The blockbuster movie Black Panther: Wakanda Forever was a triumphant film but tinged with sadness over the passing of its star Chadwick Boseman. The movie dealt with themes of love and loss with care and compassion, and it turns out the inspiration for the Boseman mural in the movie was inspired by another late legend: Kobe Bryant.
Production designer Hannah Beachler recently spoke to Vanity Fair about how Bryant tributes and murals inspired her to include a Boseman one in the movie. Beachler returned to work on the sequel after winning an Oscar for the original one.
She said murals are an important way to remember those that are no longer with us, and people use them to help deal with their grief.
“When Chadwick passed, murals went up all over the world of him and his Panther suit. And same with our heroes, with Kobe Bryant and his daughter, I mean, it’s just how we sort of memorialize people that are loved. The conversation was, I don’t think that people in Wakanda would do anything different, right? They would want to memorialize their chief and Panther.”
Here are some examples of the Kobe murals.
In the Philippines:
And at the Staples Center:
Here’s the one they used in the movie:
Beachler said she and director Ryan Coogler had to decide exactly how they were going to have the Wakandans mourn their hero. She said she borrowed some ideas from where she grew up in New Orleans.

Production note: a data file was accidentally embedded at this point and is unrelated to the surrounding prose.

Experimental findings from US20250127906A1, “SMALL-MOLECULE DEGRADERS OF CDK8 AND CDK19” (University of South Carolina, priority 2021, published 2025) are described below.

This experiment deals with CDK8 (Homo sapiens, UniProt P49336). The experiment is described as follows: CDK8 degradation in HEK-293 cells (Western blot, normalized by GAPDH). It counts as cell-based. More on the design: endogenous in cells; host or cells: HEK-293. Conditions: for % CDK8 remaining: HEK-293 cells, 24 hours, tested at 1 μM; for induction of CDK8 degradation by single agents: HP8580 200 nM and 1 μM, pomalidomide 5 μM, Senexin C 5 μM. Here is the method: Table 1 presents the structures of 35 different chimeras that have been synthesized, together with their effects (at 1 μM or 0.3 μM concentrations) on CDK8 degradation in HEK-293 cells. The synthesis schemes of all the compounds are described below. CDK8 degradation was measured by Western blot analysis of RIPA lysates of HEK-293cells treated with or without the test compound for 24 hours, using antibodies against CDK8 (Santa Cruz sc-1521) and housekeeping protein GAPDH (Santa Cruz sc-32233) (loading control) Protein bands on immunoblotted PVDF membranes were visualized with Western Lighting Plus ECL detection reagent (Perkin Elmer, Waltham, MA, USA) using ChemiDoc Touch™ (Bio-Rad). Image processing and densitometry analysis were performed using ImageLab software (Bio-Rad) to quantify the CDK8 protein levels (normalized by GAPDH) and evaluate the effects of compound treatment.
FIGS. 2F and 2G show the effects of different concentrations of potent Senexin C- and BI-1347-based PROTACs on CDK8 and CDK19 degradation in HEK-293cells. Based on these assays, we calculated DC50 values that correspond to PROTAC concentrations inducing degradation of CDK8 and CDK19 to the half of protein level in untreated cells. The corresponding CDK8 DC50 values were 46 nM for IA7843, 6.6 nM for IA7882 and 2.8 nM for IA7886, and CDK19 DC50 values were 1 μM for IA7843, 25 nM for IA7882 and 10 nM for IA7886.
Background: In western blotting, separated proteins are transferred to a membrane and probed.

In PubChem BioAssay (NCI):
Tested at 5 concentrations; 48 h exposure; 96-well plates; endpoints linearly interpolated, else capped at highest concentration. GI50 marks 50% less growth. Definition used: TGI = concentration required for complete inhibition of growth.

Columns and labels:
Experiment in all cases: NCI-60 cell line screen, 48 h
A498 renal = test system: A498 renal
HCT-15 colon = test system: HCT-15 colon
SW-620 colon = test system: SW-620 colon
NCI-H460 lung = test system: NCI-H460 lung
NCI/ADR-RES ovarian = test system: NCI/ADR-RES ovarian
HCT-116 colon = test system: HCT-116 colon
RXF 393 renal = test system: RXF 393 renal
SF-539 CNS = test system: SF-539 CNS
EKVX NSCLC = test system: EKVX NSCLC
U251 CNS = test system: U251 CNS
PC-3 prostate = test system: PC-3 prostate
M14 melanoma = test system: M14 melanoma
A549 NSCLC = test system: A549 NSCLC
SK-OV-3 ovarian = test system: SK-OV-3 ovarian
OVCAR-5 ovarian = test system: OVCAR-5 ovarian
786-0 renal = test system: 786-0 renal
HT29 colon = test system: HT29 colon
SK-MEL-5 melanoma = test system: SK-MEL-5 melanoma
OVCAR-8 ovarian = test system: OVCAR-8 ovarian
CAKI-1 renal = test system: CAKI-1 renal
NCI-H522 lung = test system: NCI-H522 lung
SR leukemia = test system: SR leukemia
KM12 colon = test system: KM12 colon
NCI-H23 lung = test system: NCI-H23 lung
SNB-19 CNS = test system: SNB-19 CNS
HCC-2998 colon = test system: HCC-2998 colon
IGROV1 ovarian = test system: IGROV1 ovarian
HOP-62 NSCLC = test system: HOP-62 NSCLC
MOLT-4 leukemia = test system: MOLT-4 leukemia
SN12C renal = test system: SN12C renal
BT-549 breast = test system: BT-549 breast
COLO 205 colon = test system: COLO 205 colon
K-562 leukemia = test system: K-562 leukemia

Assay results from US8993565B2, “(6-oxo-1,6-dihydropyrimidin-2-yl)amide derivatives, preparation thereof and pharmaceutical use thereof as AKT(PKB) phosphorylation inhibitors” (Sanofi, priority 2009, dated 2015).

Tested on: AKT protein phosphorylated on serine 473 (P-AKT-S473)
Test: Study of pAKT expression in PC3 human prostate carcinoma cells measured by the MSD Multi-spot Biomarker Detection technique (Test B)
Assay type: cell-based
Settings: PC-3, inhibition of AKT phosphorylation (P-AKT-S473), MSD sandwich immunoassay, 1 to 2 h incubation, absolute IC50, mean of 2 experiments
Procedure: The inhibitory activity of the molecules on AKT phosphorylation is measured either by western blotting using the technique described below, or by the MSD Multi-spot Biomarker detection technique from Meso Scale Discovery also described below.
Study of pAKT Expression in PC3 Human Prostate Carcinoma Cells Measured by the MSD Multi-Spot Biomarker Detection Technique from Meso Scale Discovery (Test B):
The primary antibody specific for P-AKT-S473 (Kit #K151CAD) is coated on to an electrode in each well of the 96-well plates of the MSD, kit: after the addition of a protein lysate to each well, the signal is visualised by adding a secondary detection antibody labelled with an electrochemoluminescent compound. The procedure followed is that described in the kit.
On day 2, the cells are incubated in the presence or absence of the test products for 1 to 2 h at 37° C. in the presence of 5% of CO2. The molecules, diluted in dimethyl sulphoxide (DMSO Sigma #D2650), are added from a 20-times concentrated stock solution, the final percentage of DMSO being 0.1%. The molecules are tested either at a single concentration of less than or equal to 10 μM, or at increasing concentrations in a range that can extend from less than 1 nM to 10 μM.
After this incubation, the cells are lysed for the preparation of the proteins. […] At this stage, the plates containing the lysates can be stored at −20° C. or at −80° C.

“We have our brass bands, and we celebrate life,” she said. “We celebrate the loss, but we also celebrate the life of having known them. That’s how I felt when we were doing the procession and the music. It was beautiful, and everybody was dressed beautifully, and it was a moment to get everything out.”
The mural itself was painted by artist Brandon Sadler, who worked on the first film as well. Beachler said they decided to paint T’Challa as himself and not the Black Panther to make it “more of a memorial to the person, to the king, in that way, less the Panther.”
The mural was kept secret from the rest of the crew and completed only a day before it was shot. Sadler had to paint during an unruly rainy day. It took him about eight hours and he had to do it under a plastic tarp to get it done in time.
“When they came on set, that was the first time the cast was seeing it,” Beachler said. “That was a heavy moment. He did an absolutely stunningly beautiful job. No one had actually seen it, not even Ryan at that point. He knew what we were going to do, but he hadn’t seen it. And so that was quite a moment for people to have to stop, sort of take that in.”
Black Panther: Wakanda Forever will be available to stream on Disney Plus on Feb. 1.